Intuitionistic logic refer constructive logic, a logical system avoiding deduction rules like *Reductio ad absurdum*.

Intuitionistic logic refers to constructive logic, a logical system avoiding deduction rules like *Reductio ad absurdum*.

Intuitionistic logic refer constructive logic, a logical system avoiding deduction rules like *Reductio ad absurdum*.

Intuitionistic logic refers to constructive logic, a logical system avoiding deduction rules like *Reductio ad absurdum*.

346 questions

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Let's say that I prove statement $A$ by showing that the negation of $A$ leads to a contradiction.
My question is this: How does one go from "so there's a contradiction if we don't have $A$" to concluding that "we have $A$"?
That, to me, seems the…

Simp

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I've heard that within the field of intuitionistic mathematics, all real functions are continuous (i.e. there are no discontinuous functions). Is there a good book where I can find a proof of this theorem?

gifty

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I stumbled across article titled "Proof of negation and proof by contradiction" in which the author differentiates proof by contradiction and proof by negation and denounces an abuse of language that is "bad for mental hygiene". I get that it is…

Erwan Aaron

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There are several books and articles on topos theory which mention the internal language, but I can't manage to see the big picture from any of them. I would like a soft explanation of how the entities in the definition of an elementary topos come…

Arrow

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Minimal logic is a fragment of intuitionistic logic that rejects not only the classical law of excluded middle (as intuitionistic logic does), but also the principle of explosion (ex falso quodlibet). Essentially, from proof-theoretical viewpoint,…

Taroccoesbrocco

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Minimal logic does not assume any falsity $\bot$ or negation $\neg$, so the above mentioned laws can (apart from Peirce's) not be stated as usual. However, if we fix some propositional variable $F$, we can use it to define a kind of negation by…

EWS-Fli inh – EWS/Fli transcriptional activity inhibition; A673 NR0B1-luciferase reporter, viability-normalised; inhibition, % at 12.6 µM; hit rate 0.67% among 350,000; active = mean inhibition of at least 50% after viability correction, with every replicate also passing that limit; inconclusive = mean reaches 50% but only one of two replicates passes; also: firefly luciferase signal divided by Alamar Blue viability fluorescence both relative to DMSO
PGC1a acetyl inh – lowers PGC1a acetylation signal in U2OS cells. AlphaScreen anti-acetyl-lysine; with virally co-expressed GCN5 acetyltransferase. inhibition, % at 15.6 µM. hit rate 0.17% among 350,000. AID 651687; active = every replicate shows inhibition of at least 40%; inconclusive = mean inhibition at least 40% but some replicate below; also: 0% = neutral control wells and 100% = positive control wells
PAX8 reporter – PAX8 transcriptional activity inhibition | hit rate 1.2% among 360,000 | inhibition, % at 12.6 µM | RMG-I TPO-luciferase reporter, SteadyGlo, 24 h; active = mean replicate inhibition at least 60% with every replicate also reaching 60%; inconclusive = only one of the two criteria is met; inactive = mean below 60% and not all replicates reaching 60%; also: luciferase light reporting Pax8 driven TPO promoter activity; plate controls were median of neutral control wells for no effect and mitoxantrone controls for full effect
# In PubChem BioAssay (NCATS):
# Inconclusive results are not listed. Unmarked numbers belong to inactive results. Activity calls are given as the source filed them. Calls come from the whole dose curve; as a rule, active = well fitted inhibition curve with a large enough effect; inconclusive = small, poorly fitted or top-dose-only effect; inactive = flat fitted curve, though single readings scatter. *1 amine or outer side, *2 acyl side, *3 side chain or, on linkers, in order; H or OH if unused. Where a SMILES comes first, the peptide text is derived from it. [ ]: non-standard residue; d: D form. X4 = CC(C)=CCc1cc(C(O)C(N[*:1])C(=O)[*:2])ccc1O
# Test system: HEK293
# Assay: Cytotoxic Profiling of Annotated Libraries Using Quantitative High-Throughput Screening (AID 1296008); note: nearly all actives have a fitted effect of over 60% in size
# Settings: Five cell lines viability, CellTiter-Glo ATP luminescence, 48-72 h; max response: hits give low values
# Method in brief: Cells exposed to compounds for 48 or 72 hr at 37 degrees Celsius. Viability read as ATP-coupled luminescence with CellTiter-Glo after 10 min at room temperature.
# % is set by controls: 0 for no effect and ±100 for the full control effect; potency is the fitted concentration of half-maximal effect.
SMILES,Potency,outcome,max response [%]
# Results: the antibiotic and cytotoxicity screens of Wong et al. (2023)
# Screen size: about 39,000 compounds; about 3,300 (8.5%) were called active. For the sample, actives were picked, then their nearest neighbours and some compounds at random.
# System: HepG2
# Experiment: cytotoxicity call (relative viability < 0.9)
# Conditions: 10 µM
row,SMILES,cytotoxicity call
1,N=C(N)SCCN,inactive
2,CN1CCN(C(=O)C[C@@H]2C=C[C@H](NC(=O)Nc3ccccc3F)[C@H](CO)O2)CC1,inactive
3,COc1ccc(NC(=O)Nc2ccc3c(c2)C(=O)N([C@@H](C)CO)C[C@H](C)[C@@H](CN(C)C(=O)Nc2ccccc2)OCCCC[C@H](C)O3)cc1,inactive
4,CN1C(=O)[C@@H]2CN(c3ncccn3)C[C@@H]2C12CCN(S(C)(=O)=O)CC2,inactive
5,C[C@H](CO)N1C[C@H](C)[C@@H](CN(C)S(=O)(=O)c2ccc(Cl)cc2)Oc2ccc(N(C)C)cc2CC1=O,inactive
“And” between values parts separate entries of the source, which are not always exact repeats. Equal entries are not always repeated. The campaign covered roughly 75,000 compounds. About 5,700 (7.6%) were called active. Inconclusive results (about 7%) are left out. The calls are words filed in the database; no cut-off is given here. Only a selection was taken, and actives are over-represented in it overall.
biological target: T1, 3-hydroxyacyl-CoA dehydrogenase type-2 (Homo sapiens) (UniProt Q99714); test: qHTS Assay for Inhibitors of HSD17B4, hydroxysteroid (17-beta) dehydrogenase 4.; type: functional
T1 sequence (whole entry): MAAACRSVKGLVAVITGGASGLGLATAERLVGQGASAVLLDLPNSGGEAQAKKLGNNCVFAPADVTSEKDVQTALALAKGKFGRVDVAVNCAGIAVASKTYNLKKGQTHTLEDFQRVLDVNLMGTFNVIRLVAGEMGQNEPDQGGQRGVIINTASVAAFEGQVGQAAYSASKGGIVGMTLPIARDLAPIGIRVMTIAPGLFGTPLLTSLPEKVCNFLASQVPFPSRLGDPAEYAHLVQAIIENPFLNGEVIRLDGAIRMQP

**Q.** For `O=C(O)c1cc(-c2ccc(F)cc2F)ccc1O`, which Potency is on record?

Léreau

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Is intutionistic propositional logic decidable? If so, what is a decision procedure for it, like tableaux for classical propositional logic?
EDIT: In the first revision I mistook "predicate" for "propositional".

Pteromys

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This is something I am wondering about, because all the formulations I've seen of the logic seem fairly difficult to grasp, e.g. lists of abstract axioms that have a few missing versus classical logic. Yet, I've had the following idea floating…

The_Sympathizer

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The following is a classically valid deduction for any propositions $A,B,C$.
$\def\imp{\rightarrow}$
$A \imp B \lor C \vdash ( A \imp B ) \lor ( A \imp C )$.
But I'm quite sure it isn't intuitionistically valid, although I don't know how to prove…

user21820

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Why is it called "Linear" Logic? What's linear about it?

psquid

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I was reading an introductory book on logic and it mentioned in passing that the Law of Excluded Middle is somewhat controversial. I looked into this and what I got was the intuistionists did not accept it in contrasts to the formalists. I'm curious…

Red

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I have a question about Gödel-Gentzen negative translation. According to the Wikipedia article for negative translations, "a sentence $\phi$ may not imply its negative translation $\phi^{\rm N}$". I am not sure if I understand correctly this…

ferdinand

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Does the following equivalence
$$\lnot \lnot (A \lor B) \leftrightarrow (\lnot \lnot A \lor \lnot \lnot B)$$
hold in propositional intuitionistic logic? And in propositional minimal logic? (In propositional classical logic this is obvious since $A…

Taroccoesbrocco

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I am currently going through Philip Wadler's "Proposition as Types" and a passage of the introduction has struck me:
Propositions as Types is a notion with breadth. It applies to a
range of logics including propositional, predicate,…

Erwan Aaron

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Is it possible to define a negation in intuitionistic linear logic, the way one does in intuitionistic logic, i.e. $A^{\bot} \equiv A \multimap \mathbf{0}$ (or, as it would be written in intuitionistic logic, $\neg A \equiv A \to \bot$)?
While I can…

wen

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